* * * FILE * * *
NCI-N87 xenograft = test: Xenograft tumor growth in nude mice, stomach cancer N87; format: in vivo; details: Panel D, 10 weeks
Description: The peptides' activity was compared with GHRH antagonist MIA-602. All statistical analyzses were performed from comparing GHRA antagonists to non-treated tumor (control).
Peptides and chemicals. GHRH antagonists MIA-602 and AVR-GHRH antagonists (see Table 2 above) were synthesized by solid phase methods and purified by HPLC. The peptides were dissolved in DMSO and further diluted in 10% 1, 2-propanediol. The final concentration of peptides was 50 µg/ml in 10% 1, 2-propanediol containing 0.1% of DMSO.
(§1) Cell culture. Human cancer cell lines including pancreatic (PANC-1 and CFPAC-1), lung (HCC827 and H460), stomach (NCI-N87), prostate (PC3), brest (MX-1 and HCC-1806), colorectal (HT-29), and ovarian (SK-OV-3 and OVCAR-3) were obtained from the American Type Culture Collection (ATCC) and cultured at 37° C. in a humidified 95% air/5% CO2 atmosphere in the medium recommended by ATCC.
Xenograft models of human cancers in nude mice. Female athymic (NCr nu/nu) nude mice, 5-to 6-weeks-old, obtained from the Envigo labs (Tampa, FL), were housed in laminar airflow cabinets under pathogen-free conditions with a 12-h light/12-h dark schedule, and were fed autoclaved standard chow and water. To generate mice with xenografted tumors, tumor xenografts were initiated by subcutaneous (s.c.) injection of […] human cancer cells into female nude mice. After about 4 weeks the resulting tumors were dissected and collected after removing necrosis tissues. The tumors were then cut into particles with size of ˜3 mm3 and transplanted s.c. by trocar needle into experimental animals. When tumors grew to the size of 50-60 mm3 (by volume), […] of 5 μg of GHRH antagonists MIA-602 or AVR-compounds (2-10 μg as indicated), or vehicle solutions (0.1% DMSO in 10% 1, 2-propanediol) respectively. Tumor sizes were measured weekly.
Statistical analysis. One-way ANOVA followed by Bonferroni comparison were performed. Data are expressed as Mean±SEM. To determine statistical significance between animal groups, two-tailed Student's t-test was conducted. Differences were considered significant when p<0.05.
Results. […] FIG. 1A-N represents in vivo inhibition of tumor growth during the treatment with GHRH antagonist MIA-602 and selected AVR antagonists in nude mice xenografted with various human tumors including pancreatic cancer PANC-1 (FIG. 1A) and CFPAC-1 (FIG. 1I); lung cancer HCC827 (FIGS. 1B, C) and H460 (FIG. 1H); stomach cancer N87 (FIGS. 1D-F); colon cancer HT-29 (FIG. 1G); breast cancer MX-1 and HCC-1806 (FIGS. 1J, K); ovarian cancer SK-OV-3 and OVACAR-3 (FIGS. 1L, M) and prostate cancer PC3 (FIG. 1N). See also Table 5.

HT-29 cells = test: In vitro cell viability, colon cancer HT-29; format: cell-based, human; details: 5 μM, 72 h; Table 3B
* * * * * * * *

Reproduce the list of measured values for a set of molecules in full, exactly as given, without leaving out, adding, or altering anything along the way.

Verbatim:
NCI-N87 xenograft = test: Xenograft tumor growth in nude mice, stomach cancer N87; format: in vivo; details: Panel D, 10 weeks
Description: The peptides' activity was compared with GHRH antagonist MIA-602. All statistical analyzses were performed from comparing GHRA antagonists to non-treated tumor (control).
Peptides and chemicals. GHRH antagonists MIA-602 and AVR-GHRH antagonists (see Table 2 above) were synthesized by solid phase methods and purified by HPLC. The peptides were dissolved in DMSO and further diluted in 10% 1, 2-propanediol. The final concentration of peptides was 50 µg/ml in 10% 1, 2-propanediol containing 0.1% of DMSO.
(§1) Cell culture. Human cancer cell lines including pancreatic (PANC-1 and CFPAC-1), lung (HCC827 and H460), stomach (NCI-N87), prostate (PC3), brest (MX-1 and HCC-1806), colorectal (HT-29), and ovarian (SK-OV-3 and OVCAR-3) were obtained from the American Type Culture Collection (ATCC) and cultured at 37° C. in a humidified 95% air/5% CO2 atmosphere in the medium recommended by ATCC.
Xenograft models of human cancers in nude mice. Female athymic (NCr nu/nu) nude mice, 5-to 6-weeks-old, obtained from the Envigo labs (Tampa, FL), were housed in laminar airflow cabinets under pathogen-free conditions with a 12-h light/12-h dark schedule, and were fed autoclaved standard chow and water. To generate mice with xenografted tumors, tumor xenografts were initiated by subcutaneous (s.c.) injection of […] human cancer cells into female nude mice. After about 4 weeks the resulting tumors were dissected and collected after removing necrosis tissues. The tumors were then cut into particles with size of ˜3 mm3 and transplanted s.c. by trocar needle into experimental animals. When tumors grew to the size of 50-60 mm3 (by volume), […] of 5 μg of GHRH antagonists MIA-602 or AVR-compounds (2-10 μg as indicated), or vehicle solutions (0.1% DMSO in 10% 1, 2-propanediol) respectively. Tumor sizes were measured weekly.
Statistical analysis. One-way ANOVA followed by Bonferroni comparison were performed. Data are expressed as Mean±SEM. To determine statistical significance between animal groups, two-tailed Student's t-test was conducted. Differences were considered significant when p<0.05.
Results. […] FIG. 1A-N represents in vivo inhibition of tumor growth during the treatment with GHRH antagonist MIA-602 and selected AVR antagonists in nude mice xenografted with various human tumors including pancreatic cancer PANC-1 (FIG. 1A) and CFPAC-1 (FIG. 1I); lung cancer HCC827 (FIGS. 1B, C) and H460 (FIG. 1H); stomach cancer N87 (FIGS. 1D-F); colon cancer HT-29 (FIG. 1G); breast cancer MX-1 and HCC-1806 (FIGS. 1J, K); ovarian cancer SK-OV-3 and OVACAR-3 (FIGS. 1L, M) and prostate cancer PC3 (FIG. 1N). See also Table 5.

HT-29 cells = test: In vitro cell viability, colon cancer HT-29; format: cell-based, human; details: 5 μM, 72 h; Table 3B